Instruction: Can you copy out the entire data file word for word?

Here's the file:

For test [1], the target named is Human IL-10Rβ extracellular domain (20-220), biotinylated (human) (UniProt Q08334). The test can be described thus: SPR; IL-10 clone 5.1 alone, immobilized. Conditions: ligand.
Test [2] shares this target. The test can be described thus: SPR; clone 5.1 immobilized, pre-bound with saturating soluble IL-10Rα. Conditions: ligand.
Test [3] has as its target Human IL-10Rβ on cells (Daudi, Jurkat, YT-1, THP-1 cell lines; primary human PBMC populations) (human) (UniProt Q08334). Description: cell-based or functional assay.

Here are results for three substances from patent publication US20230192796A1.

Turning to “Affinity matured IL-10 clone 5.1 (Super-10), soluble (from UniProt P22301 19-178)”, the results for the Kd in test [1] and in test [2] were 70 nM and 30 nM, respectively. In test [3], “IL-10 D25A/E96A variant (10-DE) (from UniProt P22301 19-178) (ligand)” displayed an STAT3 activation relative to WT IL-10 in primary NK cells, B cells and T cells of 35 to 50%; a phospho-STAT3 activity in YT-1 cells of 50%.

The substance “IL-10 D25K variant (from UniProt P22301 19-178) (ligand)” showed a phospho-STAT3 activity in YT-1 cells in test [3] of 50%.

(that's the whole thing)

For test [1], the target named is Human IL-10Rβ extracellular domain (20-220), biotinylated (human) (UniProt Q08334). The test can be described thus: SPR; IL-10 clone 5.1 alone, immobilized. Conditions: ligand.
Test [2] shares this target. The test can be described thus: SPR; clone 5.1 immobilized, pre-bound with saturating soluble IL-10Rα. Conditions: ligand.
Test [3] has as its target Human IL-10Rβ on cells (Daudi, Jurkat, YT-1, THP-1 cell lines; primary human PBMC populations) (human) (UniProt Q08334). Description: cell-based or functional assay.

Here are results for three substances from patent publication US20230192796A1.

Turning to “Affinity matured IL-10 clone 5.1 (Super-10), soluble (from UniProt P22301 19-178)”, the results for the Kd in test [1] and in test [2] were 70 nM and 30 nM, respectively. In test [3], “IL-10 D25A/E96A variant (10-DE) (from UniProt P22301 19-178) (ligand)” displayed an STAT3 activation relative to WT IL-10 in primary NK cells, B cells and T cells of 35 to 50%; a phospho-STAT3 activity in YT-1 cells of 50%.

The substance “IL-10 D25K variant (from UniProt P22301 19-178) (ligand)” showed a phospho-STAT3 activity in YT-1 cells in test [3] of 50%.